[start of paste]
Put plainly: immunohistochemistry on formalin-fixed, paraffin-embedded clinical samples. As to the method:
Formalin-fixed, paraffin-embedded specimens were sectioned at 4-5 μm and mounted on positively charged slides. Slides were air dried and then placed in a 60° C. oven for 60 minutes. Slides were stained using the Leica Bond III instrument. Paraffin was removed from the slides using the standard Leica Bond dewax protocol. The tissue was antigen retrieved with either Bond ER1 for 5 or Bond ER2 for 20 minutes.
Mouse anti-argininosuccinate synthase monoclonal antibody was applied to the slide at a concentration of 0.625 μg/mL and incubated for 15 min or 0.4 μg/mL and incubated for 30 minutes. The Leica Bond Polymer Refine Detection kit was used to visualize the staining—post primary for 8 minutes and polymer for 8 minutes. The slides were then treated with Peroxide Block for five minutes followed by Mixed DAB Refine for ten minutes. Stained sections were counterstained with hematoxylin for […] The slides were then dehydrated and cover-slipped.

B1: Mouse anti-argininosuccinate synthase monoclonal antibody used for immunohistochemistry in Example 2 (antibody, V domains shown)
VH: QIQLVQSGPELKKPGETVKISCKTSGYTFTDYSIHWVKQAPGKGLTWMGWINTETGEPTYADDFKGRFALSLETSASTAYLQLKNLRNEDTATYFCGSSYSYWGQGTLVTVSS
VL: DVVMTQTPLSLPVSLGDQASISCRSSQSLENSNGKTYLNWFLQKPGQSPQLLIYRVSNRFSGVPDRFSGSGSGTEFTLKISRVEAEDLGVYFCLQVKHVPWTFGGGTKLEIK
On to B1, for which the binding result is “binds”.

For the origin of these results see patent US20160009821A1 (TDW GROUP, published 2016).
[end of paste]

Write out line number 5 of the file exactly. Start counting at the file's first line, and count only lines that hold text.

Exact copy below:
VH: QIQLVQSGPELKKPGETVKISCKTSGYTFTDYSIHWVKQAPGKGLTWMGWINTETGEPTYADDFKGRFALSLETSASTAYLQLKNLRNEDTATYFCGSSYSYWGQGTLVTVSS